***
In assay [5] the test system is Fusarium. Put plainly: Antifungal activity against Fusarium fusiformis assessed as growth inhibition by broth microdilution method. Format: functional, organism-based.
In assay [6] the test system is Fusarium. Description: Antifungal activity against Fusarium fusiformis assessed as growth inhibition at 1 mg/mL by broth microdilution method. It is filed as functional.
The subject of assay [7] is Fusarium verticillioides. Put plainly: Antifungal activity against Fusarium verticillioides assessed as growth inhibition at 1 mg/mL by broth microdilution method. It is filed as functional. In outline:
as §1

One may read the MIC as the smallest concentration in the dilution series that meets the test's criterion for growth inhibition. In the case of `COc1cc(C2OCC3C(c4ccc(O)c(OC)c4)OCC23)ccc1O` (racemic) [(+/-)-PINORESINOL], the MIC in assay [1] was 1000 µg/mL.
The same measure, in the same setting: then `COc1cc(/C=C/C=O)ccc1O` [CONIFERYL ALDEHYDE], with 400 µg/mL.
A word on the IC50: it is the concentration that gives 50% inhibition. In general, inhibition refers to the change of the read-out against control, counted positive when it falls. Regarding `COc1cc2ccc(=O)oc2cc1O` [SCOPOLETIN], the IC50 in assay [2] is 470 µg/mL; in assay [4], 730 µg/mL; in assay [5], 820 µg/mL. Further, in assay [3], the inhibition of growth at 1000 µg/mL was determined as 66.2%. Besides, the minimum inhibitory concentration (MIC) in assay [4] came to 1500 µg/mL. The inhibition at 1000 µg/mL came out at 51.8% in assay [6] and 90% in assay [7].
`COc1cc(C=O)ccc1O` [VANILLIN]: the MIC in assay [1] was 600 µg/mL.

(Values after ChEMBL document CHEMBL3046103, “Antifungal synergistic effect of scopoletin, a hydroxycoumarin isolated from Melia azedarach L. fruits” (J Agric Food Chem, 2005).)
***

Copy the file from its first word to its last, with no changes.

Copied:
In assay [5] the test system is Fusarium. Put plainly: Antifungal activity against Fusarium fusiformis assessed as growth inhibition by broth microdilution method. Format: functional, organism-based.
In assay [6] the test system is Fusarium. Description: Antifungal activity against Fusarium fusiformis assessed as growth inhibition at 1 mg/mL by broth microdilution method. It is filed as functional.
The subject of assay [7] is Fusarium verticillioides. Put plainly: Antifungal activity against Fusarium verticillioides assessed as growth inhibition at 1 mg/mL by broth microdilution method. It is filed as functional. In outline:
as §1

One may read the MIC as the smallest concentration in the dilution series that meets the test's criterion for growth inhibition. In the case of `COc1cc(C2OCC3C(c4ccc(O)c(OC)c4)OCC23)ccc1O` (racemic) [(+/-)-PINORESINOL], the MIC in assay [1] was 1000 µg/mL.
The same measure, in the same setting: then `COc1cc(/C=C/C=O)ccc1O` [CONIFERYL ALDEHYDE], with 400 µg/mL.
A word on the IC50: it is the concentration that gives 50% inhibition. In general, inhibition refers to the change of the read-out against control, counted positive when it falls. Regarding `COc1cc2ccc(=O)oc2cc1O` [SCOPOLETIN], the IC50 in assay [2] is 470 µg/mL; in assay [4], 730 µg/mL; in assay [5], 820 µg/mL. Further, in assay [3], the inhibition of growth at 1000 µg/mL was determined as 66.2%. Besides, the minimum inhibitory concentration (MIC) in assay [4] came to 1500 µg/mL. The inhibition at 1000 µg/mL came out at 51.8% in assay [6] and 90% in assay [7].
`COc1cc(C=O)ccc1O` [VANILLIN]: the MIC in assay [1] was 600 µg/mL.

(Values after ChEMBL document CHEMBL3046103, “Antifungal synergistic effect of scopoletin, a hydroxycoumarin isolated from Melia azedarach L. fruits” (J Agric Food Chem, 2005).)